You are probably the person who best knows your child. After all, you were the one who offered love and care, who nurtured during illnesses and who stood beside your child during the toughest years of growing up. You did your best to raise your child to know right from wrong, and you were shocked when police arrested him or her for a serious crime.
Yes, you know your child, and the person Minnesota police and other so-called experts described during the trial was not the child you raised. In fact, you may have felt very confident in your child's innocence until you heard the testimony of the forensics expert. Investigators found evidence at the scene. DNA samples, fingerprints or other clues confirmed what police already claimed to know, that your child was guilty.
Is forensic science really science?
Americans love crime dramas, and any night of the week, you can switch from channel to channel and find a fictional criminal investigation that includes the expert opinion of a forensic scientists in a white lab coat. Without hesitation, the scientist asserts that the evidence points to the suspect, and the case is closed. In real life, it doesn't work that way. Unfortunately, TV viewers make up the jury pool.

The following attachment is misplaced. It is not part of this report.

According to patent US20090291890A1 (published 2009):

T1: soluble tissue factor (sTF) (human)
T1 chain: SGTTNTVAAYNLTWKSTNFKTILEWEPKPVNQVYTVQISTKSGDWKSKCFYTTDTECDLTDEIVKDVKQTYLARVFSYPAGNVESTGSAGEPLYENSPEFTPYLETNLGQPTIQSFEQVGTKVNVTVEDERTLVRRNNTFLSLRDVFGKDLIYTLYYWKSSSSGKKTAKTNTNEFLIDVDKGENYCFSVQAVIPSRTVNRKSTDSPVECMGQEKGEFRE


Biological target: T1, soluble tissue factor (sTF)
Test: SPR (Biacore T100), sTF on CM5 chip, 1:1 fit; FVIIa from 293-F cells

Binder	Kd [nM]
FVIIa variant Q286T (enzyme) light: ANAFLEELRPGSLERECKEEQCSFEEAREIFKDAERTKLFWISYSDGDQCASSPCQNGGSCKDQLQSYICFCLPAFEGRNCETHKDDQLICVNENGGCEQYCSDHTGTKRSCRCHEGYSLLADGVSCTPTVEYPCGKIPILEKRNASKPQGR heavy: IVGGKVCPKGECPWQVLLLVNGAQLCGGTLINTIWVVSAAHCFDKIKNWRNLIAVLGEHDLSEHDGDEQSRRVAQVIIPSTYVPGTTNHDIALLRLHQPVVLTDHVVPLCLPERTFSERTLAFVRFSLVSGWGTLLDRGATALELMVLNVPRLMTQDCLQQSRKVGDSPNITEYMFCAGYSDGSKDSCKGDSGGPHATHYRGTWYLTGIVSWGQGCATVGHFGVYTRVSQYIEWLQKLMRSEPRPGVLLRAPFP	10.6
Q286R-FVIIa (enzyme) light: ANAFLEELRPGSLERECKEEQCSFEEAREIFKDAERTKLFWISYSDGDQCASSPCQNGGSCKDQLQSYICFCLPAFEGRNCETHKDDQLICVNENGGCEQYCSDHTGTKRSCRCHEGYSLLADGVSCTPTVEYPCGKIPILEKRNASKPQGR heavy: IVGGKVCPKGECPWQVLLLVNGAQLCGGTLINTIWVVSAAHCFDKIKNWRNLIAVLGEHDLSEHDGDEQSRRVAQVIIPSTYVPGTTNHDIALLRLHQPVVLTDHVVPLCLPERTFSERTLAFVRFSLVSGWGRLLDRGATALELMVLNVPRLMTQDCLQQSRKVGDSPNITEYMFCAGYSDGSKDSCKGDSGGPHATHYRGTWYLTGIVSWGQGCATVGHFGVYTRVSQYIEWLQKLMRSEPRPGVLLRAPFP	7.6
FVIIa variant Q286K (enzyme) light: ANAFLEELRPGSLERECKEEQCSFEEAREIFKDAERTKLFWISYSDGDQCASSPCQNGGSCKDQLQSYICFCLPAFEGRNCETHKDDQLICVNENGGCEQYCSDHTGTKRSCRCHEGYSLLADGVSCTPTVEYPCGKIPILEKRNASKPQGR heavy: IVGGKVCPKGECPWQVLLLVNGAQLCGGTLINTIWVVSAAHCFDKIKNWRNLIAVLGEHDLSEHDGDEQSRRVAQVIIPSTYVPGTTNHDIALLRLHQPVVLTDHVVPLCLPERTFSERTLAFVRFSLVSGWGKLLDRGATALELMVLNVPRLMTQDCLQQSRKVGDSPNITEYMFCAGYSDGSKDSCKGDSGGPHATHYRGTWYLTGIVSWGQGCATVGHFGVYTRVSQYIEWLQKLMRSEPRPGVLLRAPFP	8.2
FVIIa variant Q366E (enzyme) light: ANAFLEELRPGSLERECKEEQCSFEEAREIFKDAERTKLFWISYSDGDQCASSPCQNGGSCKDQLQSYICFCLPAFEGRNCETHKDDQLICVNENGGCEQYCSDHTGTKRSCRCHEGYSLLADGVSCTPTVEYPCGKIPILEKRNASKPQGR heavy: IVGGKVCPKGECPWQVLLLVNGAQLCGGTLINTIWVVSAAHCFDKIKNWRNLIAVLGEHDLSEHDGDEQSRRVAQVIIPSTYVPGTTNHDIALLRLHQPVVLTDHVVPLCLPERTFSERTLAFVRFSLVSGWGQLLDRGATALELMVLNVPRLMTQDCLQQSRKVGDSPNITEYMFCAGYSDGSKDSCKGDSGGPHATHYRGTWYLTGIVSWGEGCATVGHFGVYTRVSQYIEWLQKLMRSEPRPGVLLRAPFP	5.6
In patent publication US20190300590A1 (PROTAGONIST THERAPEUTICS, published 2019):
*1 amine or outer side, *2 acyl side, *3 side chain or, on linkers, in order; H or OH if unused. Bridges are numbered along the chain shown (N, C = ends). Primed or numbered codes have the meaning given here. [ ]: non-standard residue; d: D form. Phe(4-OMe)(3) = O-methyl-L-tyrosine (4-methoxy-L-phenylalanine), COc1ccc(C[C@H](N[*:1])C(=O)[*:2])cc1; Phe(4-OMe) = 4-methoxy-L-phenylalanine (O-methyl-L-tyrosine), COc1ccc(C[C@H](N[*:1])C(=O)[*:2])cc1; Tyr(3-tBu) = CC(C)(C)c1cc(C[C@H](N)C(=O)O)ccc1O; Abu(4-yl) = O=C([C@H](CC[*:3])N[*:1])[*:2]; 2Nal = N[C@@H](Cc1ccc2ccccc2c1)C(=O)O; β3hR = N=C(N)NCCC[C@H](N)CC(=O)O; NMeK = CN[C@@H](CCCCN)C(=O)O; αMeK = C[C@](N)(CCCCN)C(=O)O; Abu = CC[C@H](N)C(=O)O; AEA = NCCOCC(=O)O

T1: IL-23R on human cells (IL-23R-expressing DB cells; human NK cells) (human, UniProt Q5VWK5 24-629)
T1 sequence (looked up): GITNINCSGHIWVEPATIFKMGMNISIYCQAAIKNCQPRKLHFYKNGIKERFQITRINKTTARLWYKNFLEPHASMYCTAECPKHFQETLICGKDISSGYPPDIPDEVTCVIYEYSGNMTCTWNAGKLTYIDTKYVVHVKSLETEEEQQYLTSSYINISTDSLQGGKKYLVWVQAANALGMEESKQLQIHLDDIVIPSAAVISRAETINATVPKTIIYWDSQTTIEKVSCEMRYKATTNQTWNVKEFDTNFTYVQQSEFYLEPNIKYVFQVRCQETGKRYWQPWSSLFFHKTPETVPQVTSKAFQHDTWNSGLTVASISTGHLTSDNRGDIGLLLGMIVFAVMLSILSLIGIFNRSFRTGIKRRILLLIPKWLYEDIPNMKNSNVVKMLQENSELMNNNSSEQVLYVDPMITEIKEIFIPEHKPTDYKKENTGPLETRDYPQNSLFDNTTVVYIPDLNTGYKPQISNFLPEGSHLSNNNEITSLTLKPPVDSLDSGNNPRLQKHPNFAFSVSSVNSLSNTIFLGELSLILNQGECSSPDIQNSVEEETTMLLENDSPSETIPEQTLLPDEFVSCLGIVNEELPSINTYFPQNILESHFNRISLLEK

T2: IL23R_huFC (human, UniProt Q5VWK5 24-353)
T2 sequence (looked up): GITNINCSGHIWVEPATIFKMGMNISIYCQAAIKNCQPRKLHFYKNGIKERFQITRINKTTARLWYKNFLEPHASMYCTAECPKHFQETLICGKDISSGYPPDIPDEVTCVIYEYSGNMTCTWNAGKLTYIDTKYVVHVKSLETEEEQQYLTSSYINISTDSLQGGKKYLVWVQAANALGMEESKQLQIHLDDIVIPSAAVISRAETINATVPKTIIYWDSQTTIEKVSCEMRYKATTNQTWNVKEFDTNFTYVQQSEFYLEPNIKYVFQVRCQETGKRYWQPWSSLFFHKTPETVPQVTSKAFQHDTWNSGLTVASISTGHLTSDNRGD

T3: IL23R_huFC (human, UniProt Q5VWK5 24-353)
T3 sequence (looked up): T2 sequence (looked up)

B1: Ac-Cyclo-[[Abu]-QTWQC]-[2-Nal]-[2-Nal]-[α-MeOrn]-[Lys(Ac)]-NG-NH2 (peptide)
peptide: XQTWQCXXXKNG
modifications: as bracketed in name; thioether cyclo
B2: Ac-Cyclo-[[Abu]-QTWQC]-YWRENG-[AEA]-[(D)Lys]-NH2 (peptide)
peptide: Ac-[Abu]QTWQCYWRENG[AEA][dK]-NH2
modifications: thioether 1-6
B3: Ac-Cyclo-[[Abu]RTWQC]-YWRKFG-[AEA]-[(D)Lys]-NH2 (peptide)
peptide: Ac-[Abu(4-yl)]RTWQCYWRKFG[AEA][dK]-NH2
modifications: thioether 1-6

In reality, the human element in most crime lab tests weighs much heavier than you may realize. Many once-trusted elements of a criminal investigation are now under suspicion, including:
- Hair analysis
- Bite marks
- Bullet marks
- Blood spatter
If the prosecution included any of these as evidence against your child, remember that human beings collected the samples, transported them, labeled and stored them, tested them, and interpreted the tests. Flaws and mistakes may occur at any point along that chain of custody.
Flaws and corruption
You may be surprised to learn that there are no federal standards overseeing the processes used in crime labs across the country. In fact, in recent months, crime labs in dozens of states have fallen under a cloud of scandal as investigators find evidence that the scientists who work there were negligent at best and corrupt at worst when it came to handling the evidence.
DNA, blood and other samples break down without strict adherence to standards and testing methods. However, some labs do not secure crucial evidence, leaving it vulnerable to contamination or theft. In other labs, prosecutors encourage forensic examiners to use the sample not to seek the truth, but to confirm the guilt of a prime suspect. These examiners then give flawed testimony to support their illicit findings. Was your child a victim of this kind of tainted evidence?